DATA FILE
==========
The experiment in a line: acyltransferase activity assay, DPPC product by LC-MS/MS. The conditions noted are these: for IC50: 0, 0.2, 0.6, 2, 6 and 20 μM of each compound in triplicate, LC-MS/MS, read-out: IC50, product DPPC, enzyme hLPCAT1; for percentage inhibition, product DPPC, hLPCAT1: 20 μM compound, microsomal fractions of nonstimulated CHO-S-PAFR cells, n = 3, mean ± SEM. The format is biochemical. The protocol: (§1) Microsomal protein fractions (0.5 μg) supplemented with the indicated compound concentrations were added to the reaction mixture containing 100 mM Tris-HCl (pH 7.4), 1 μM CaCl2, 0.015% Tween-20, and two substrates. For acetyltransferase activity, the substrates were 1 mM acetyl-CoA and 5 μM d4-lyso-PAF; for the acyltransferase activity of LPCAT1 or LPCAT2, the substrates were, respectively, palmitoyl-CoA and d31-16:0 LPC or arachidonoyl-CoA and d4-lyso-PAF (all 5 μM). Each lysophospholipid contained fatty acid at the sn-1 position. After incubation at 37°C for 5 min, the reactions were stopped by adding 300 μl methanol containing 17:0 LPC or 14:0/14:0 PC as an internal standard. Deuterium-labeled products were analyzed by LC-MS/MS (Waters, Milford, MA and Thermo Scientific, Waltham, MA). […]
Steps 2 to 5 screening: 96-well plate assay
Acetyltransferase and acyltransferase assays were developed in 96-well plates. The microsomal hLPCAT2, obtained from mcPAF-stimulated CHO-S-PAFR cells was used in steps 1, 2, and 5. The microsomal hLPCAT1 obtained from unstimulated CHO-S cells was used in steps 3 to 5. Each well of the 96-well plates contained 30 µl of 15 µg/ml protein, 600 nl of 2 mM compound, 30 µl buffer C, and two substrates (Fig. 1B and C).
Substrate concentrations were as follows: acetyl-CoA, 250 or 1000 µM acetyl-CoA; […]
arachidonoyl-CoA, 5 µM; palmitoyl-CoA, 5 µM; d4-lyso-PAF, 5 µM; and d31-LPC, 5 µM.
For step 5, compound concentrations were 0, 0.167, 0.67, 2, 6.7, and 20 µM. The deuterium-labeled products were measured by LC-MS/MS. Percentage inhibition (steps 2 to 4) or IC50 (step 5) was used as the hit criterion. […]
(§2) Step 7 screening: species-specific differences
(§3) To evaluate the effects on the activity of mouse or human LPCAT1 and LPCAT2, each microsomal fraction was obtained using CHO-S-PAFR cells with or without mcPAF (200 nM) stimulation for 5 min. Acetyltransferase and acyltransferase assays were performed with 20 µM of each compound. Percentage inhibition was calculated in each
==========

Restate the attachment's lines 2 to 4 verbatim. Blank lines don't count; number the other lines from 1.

Steps 2 to 5 screening: 96-well plate assay
Acetyltransferase and acyltransferase assays were developed in 96-well plates. The microsomal hLPCAT2, obtained from mcPAF-stimulated CHO-S-PAFR cells was used in steps 1, 2, and 5. The microsomal hLPCAT1 obtained from unstimulated CHO-S cells was used in steps 3 to 5. Each well of the 96-well plates contained 30 µl of 15 µg/ml protein, 600 nl of 2 mM compound, 30 µl buffer C, and two substrates (Fig. 1B and C).
Substrate concentrations were as follows: acetyl-CoA, 250 or 1000 µM acetyl-CoA; […]